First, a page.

Company after company worldwide has learned the hard (and expensive) way, and, in the process, ensured that it is now fairly well accepted that KM is not about IT. The big challenges lie in top management conviction and seriousness, keeping KM relevant to the business and in the people and culture arena. That said, there is no doubt that technology can play a vital enabling role in each of the six dimensions of 360-degree KM. Let us see how.

In Dimension 1 (community of experts), IT can knit the experts together into a virtual community and aid collaboration. IT can also help to provide the entire organization easy access to experts in each top priority measure through corporate yellow pages or similar tools. In Dimension 2 (internal measurements) and Dimension 3 (customer voice), most companies today use IT in some form for measurement and reporting. In Dimensions 4, 5 and 6 (knowledge bases of internal knowledge, external knowledge and replications), many companies use their Intranet and KM portals to organize knowledge and provide search and retrieval capability. Finally, IT can effectively provide a single window access around each top priority measure, to knowledge and expertise in the all the six knowledge dimensions relevant to that measure.

Conclusion

This paper attempts to provide a guide to organizations to get the maximum real business results out of your KM program. It introduces the “360-degree KM” model, which enables a single-window access to all Knowledge within and outside your organization that is relevant to the most critical aspects of your business and shows how to organize this Knowledge around your most critical business measures. 360-degree KM enables your company to maximize its effectiveness in managing and deploying knowledge relevant to improving its performance on these top priority measures.

The paper primarily focuses on trying to answer How questions about KM - How to keep KM relevant to your business; How to smartly focus your KM efforts and How to ensure real business results and performance improvements through KM. Not all the concepts introduced in this paper are new. Most companies have internal performance measures and customer satisfaction indices. Many companies have KM systems with knowledge repositories. Some even have active communities of experts. Unfortunately, in many companies, while all or most of this is available, they are disjointed and all over the place, present in bits and pieces and sometimes not available where and when required most. No wonder most companies today suffer not from lack of knowledge, but from sub-optimal ability to effectively deploy all available knowledge and expertise relevant to their top priority business measures – resulting in non-attainment of their full potential in business performance.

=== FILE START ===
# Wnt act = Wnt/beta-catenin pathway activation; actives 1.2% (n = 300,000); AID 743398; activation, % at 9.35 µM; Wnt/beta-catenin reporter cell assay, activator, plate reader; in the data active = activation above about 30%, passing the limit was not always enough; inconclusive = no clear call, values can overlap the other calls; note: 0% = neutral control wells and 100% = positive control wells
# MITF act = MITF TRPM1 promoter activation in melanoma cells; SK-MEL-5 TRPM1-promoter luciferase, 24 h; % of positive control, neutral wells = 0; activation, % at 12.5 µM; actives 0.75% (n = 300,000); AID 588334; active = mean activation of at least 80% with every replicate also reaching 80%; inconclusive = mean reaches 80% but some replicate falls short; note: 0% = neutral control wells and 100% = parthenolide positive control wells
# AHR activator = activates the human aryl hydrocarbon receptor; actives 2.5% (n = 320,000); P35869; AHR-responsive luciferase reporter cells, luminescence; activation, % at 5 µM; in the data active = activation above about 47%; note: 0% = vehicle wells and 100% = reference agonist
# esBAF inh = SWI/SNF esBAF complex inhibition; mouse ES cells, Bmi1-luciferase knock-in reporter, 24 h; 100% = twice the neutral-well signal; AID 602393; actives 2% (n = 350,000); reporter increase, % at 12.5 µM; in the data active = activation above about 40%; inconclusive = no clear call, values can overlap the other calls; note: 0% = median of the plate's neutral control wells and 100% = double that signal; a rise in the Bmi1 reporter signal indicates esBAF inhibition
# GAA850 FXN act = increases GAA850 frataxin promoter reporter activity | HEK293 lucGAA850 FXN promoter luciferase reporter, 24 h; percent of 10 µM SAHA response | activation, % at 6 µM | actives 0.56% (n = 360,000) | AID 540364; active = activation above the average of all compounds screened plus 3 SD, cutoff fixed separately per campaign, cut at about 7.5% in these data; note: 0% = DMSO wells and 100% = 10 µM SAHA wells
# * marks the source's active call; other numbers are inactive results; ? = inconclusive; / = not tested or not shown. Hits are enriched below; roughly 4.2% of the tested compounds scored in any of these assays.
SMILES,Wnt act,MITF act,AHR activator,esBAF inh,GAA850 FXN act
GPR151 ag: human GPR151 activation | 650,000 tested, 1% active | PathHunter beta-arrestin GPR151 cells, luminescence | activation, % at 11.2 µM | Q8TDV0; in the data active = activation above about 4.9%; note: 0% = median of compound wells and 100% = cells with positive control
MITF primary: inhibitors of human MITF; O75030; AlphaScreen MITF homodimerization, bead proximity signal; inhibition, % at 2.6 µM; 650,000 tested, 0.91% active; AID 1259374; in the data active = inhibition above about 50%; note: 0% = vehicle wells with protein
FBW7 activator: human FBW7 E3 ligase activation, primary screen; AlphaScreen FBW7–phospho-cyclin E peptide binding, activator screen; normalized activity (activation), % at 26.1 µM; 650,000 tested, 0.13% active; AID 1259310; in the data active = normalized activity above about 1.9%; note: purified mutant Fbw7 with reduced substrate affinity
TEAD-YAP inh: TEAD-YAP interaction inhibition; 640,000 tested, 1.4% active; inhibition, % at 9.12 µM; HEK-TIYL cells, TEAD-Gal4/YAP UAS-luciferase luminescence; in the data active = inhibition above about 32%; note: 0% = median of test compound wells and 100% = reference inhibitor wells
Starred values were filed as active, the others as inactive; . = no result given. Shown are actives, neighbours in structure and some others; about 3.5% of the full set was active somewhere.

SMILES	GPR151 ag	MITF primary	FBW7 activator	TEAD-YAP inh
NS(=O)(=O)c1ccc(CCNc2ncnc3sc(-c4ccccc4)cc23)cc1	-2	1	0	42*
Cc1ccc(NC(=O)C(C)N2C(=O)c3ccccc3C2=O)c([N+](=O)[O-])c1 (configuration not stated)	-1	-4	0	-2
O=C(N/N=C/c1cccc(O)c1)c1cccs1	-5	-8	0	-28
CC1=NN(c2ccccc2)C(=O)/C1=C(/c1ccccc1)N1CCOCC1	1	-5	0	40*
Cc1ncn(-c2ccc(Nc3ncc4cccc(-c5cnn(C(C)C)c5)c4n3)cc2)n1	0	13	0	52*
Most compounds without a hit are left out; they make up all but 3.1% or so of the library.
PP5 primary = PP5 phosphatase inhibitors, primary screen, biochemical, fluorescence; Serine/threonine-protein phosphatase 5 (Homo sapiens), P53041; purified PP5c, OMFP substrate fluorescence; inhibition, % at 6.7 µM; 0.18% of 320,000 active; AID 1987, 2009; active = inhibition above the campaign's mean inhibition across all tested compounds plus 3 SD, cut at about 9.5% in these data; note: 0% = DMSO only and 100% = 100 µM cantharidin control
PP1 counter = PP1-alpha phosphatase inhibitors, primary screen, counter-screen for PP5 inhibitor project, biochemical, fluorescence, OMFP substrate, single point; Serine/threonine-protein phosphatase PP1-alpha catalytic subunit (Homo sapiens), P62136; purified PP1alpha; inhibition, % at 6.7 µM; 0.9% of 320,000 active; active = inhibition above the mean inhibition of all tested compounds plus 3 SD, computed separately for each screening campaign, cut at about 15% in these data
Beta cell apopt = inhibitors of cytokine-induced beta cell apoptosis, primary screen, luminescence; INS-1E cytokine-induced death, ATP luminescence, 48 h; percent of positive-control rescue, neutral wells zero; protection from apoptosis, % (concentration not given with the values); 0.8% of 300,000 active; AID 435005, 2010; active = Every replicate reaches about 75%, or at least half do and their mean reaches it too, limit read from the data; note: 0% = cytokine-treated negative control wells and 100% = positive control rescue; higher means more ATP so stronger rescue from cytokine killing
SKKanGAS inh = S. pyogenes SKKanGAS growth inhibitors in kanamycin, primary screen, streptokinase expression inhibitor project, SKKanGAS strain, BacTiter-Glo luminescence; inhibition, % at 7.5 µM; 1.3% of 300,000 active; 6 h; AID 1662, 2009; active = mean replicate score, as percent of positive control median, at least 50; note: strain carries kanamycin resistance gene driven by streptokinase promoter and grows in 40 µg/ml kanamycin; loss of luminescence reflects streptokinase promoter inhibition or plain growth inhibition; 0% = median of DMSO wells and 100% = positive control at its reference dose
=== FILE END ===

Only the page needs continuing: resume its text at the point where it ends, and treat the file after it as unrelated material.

The 360-degree KM Model introduced in this paper and the answers to the six How questions on KM are an attempt to help your organization unleash the power of integrating knowledge and expertise along the six knowledge dimensions for each of your top priority business measures – and thereby help raise your business performance to its full potential.



ABOUT THE AUTHOR

Arun Hariharan is a Knowledge Management, Quality and Performance Management practitioner. He is Senior Vice President – Knowledge Management at Bharti Cellular (www.bharti.com). He can be contacted at arun_hariharan@rediffmail.com.